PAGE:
Jennifer Lawrence had something profound to say about her latest movie, ‘Mother!,’ a psychological horror film, written and directed by Darren Aronofsky.
“It depicts the rape and torment of Mother Earth… I represent Mother Earth; Javier, whose character is a poet, represents a form of God, a creator; Michelle Pfeiffer is an Eve to Ed Harris’s Adam, there’s Cain and Abel, and the
setting sometimes resembles the Garden of Eden,” Lawrence said.
When I read this quote after I watched the movie, I began to question if I watched the right movie. Nothing about this film depicted what Lawrence claimed it does. The story portrays Mother, played by Jennifer Lawrence, whose isolated life with her husband, Him (Javier Bardem), is interrupted by the arrival of a mysterious man whose wife and family later follows. The man’s family drama enters the house and eventually, Mother and Him end up in the center of a weird cannibalistic cult that turns their home into a madhouse.
Introducing cannibalism to the film was meant to be a metaphor for something larger, but the gruesomeness distracted us from the actual message. In no way could I see that “Mother!” represented Mother Earth, Him represented God or the couple represented Adam and Eve. The movie could have easily gotten the message across while avoiding unnecessary violence.
This movie has a strong cast and storyline, but parts of the film were so unrealistic that it became comical. In one scene, Mother gets pregnant — then gives birth what seemed like a week later. While this part confused me a little, it got even more irrational when Him took the baby and proceeded to crowd surf it across the cannibalistic cult. When the cult then broke the baby’s neck and ate the child, I almost turned away. Not because it was too scary, but because it seemed dumb. It felt I had gone from watching a horror movie with a great cast to a comedic parody on Youtube in a matter of minutes.
The film wasted good actors and held no essential point whatsoever. Overall, it was a failed attempt at being the next Silence of the Lambs or Cape Fear.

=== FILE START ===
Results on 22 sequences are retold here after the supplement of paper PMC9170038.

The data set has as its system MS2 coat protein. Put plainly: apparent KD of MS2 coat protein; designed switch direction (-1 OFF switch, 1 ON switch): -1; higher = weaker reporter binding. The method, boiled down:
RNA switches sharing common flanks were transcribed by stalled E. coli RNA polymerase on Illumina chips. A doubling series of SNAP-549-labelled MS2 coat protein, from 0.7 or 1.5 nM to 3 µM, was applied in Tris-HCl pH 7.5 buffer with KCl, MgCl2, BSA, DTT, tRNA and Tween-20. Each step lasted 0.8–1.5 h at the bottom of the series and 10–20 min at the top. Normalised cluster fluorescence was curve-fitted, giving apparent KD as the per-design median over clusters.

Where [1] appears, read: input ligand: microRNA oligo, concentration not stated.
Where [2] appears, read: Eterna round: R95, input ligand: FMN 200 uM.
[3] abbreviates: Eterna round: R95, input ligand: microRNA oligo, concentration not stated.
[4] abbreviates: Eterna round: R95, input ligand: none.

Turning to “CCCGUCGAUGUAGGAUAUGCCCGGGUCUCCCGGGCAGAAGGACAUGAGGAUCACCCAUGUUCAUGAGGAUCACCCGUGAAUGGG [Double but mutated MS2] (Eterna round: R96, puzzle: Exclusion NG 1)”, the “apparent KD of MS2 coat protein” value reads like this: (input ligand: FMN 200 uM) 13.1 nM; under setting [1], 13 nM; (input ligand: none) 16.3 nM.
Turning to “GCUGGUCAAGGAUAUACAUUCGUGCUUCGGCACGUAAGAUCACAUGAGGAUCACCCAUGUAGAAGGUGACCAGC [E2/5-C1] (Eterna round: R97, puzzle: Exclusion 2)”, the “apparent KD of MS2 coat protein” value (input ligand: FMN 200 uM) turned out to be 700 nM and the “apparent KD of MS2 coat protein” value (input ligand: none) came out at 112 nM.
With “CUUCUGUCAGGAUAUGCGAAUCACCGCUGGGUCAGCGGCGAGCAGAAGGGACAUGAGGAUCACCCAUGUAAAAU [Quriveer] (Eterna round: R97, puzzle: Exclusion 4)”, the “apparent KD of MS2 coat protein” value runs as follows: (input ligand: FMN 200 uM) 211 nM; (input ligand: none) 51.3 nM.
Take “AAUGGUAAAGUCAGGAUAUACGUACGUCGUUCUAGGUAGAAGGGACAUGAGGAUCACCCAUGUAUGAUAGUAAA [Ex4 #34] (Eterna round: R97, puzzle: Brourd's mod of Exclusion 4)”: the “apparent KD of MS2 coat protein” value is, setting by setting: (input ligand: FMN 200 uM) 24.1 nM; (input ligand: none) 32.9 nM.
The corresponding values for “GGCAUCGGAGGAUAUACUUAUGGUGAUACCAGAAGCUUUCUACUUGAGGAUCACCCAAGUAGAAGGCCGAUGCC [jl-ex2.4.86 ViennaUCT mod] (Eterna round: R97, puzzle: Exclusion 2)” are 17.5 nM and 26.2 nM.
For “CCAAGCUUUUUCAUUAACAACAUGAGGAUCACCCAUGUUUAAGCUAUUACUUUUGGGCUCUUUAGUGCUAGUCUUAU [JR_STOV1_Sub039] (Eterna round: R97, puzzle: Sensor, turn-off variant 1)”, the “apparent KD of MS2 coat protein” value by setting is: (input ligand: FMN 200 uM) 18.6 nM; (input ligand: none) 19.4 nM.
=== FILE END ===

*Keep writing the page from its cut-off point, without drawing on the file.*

“It” captures the essence of 1980’s adventurous kids that we have seen in fan favorite TV shows Super 8 and Stranger Things, but it didn’t hit the horror button for me.
The movie seemed like it was supposed to scare my 9-year-old self— but instead, it gave me nostalgia— the clown looked like the clown I had at my seventh birthday party. If the film made the clown a little more washed up, like the stuffed bear in Toy Story 3, it would’ve been more frightening. Instead, the clown’s almost-perfect makeup and outfit gave the impression that it was a costume. Even if the film attempted a jump scare, I still would only see a silly clown.
The film felt rushed, not giving audiences enough time to learn about the individuality of each character. As a result, the kids blended together, each having only one or two distinctive characteristics. For example, Wyatt Oleff’s (Stan) complete characterization is “a Jewish kid with a bar mitzvah approaching,” and Chosen Jacob’s (Mike) is “a black kid who lives on a farm.” Because we did not know much about the characters and their fears, it was hard to relate to how they felt during intense scenes — contributing to the film’s weakness in the fear department. If the audience knew more about the character’s fears or how they felt when interacting with the clown, the movie would have been more emotionally terrifying.
The film had the necessary standards of a good movie: a good cast and a clear purpose. But “It” failed in the fear department because of the clown’s non-threatening physical appearance and the lack of character depth.